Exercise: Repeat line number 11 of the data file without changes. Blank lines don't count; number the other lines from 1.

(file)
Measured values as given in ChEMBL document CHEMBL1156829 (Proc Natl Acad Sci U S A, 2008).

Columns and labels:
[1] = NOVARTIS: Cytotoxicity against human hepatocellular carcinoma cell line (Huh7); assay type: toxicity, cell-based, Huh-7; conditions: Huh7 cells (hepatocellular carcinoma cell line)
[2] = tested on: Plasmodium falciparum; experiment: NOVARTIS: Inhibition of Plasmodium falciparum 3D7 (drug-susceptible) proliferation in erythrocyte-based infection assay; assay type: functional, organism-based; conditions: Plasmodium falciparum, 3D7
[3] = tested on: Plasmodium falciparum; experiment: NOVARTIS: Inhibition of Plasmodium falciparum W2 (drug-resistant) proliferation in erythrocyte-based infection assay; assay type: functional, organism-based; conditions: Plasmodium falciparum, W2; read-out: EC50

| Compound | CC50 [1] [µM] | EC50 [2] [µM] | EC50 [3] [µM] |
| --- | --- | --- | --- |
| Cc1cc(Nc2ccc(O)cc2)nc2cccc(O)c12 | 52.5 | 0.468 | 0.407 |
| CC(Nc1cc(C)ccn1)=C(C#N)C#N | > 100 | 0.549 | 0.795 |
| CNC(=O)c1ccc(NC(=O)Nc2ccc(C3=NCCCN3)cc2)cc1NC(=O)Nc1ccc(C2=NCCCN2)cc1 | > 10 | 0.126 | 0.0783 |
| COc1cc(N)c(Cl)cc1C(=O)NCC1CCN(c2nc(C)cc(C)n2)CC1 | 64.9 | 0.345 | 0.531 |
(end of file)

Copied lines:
| COc1cc(N)c(Cl)cc1C(=O)NCC1CCN(c2nc(C)cc(C)n2)CC1 | 64.9 | 0.345 | 0.531 |